CAIRO: Cairo Poultry Company is behaving strangely for a business in the midst of one of its industry s worst crises. As chicken retailers and even some producers have struggled to survive since the outbreak of avian flu in February, Cairo Poultry has increased its capital, paid out dividends and recently announced plans to build a new LE 100 million slaughterhouse in Noubaria.
The new facility will increase the company s output by 350 percent, from the current level of 80,000 chickens slaughtered per day to 280,000. The company expects the new facility to supply 10 percent of the country s poultry consumption.
The work for the establishment of the slaughterhouse is progressing in accordance with the plan to commence its operation and receive [the equipment] ready for use in January 2007, the company said in a letter to the stock exchange.
The facility will have a production capacity of 10,000 chickens per hour as well as a refrigerated storage capacity of 2,000 tons.
Cairo Poutry is one of the nation s leading producers of poultry. It breeds baby chicks to be raised for slaughter or to breed a second generation of chicks (with the first generation known as grandparents).
We are a completely integrated group; we operate from the grandparents until the slaughterhouse, Hazen Zayed, the Cairo Poultry s deputy general manager for finance and investment, tells The Daily Star Egypt.
The company was badly affected by the measures taken by the government to contain the spread of avian flu amongst livestock, namely the ban of the transport of live birds between governorates and the prohibition of the live sale of birds for manual slaughter .
The whole market was affected by [the prohibition of] the movement of the birds, says Zayed. We had problems moving the birds from the farms to the slaughterhouse and prices were hit very much during the first quarter.
The ban on manual slaughtering at small kiosks was particularly harmful to the industry because much of the nation s sales are done through such kiosks.
When the government stopped this [manual slaughtering] it reduced the sale of birds, says Zayed. This affected the sales [of Cairo Poultry] because [small kiosks] are one of the clients.
Meanwhile, broiler breeders that purchase day-old chicks from Cairo Poultry and raise the chicks to be sold and slaughtered have been forced out of business because of the slump in sales and the fall in prices.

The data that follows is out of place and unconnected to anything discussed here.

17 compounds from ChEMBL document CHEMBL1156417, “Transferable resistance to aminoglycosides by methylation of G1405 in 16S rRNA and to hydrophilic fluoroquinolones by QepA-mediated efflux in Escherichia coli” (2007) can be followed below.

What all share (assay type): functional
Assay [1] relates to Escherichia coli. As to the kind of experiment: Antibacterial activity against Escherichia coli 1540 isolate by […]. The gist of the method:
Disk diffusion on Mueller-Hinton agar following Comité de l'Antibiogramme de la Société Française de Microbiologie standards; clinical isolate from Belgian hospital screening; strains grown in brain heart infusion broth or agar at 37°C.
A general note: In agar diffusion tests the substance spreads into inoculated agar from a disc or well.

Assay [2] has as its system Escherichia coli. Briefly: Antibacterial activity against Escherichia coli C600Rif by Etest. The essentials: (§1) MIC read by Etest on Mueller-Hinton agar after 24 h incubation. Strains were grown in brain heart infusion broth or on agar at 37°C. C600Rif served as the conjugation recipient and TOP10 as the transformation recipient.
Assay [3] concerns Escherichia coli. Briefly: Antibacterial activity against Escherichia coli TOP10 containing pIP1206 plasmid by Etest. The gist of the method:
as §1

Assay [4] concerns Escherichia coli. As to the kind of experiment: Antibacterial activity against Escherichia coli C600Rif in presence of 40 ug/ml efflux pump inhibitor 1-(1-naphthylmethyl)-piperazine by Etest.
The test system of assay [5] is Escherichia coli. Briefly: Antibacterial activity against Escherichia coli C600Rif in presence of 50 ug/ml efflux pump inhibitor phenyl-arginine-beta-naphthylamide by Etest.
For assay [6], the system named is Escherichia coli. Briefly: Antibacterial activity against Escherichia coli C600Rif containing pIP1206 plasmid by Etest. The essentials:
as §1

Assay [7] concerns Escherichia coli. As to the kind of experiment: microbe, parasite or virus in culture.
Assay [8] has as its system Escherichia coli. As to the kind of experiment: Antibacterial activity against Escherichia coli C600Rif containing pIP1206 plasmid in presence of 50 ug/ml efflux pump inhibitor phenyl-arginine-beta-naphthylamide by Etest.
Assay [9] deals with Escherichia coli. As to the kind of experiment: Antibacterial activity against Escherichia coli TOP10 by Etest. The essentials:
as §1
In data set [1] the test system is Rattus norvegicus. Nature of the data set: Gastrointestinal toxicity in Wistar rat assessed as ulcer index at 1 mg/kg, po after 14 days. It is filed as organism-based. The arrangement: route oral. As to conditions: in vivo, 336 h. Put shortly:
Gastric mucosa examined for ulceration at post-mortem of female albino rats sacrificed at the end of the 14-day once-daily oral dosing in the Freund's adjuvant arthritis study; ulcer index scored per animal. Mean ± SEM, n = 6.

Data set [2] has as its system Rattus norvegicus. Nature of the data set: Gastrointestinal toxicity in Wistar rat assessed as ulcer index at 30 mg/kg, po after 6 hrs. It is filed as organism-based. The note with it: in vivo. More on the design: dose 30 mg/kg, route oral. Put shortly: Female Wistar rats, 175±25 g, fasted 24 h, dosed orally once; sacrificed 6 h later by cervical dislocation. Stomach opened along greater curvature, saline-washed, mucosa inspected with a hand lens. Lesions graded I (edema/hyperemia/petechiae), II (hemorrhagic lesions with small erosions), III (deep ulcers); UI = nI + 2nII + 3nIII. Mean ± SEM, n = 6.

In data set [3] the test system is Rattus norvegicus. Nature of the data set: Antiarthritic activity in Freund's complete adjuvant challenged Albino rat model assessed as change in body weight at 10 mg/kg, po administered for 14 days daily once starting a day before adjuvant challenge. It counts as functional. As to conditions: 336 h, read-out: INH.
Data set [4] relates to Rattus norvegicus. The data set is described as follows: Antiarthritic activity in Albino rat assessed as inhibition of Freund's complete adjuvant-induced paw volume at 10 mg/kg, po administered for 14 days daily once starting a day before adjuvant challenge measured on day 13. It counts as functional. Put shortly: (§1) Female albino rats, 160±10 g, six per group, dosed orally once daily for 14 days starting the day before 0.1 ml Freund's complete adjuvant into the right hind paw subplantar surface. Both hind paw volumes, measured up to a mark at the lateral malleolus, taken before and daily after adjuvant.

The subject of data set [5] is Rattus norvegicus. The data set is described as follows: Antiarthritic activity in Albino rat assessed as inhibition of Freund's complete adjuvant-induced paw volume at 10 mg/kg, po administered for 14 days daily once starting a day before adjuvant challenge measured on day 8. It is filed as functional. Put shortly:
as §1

We send our one day old chicks to other farmers who raise these chicks, and then they go to manual slaughtering, explains Zayed. So indirectly we were affected, because these small farmers … generated losses and they cannot take the losses.
Although the industry has been adversely affected by the government s actions to contain the avian flu virus, Zayed explains that such measures should have been implemented a long time ago.
The government s decisions concerning the small shops and transforming manual slaughtering is an international standard, says Zayed. It should have taken place a long time ago. Nobody in the world is working with manual slaughtering.
In the long-run, these measures are anticipated to raise the level of hygiene in the Egyptian poultry industry to international standards, and Zayed believes that his company will eventually benefit from this.
This explains the significant expansion of Cairo Poultry s slaughtering capacity, while the capital increase was necessary in light of the company s substantial losses during the first quarter of this year.
Cairo Poultry lost LE 14.2 million during the first three months of this year compared to a profit of LE 13.8 million during the same period last year. The capital increase of approximately LE 10 million was carried out in anticipation of this loss through a transfer from last year s profits.
An increase in capital is basically to maintain our suitable leverage, because we are projecting such losses [in the first quarter], says Zayed.
Zayed adds that the dividends of LE 0.10 per share were allocated based on last year s profits.
It’s the minimum dividends [that were] distributed; it s not much and [the shareholders] deserve the profits generated in 2005, says Zayed.
Cairo Poultry is owned mainly by Kuwait s Kharafi family and the company s shares are floated on the Cairo and Alexandria Stock Exchanges.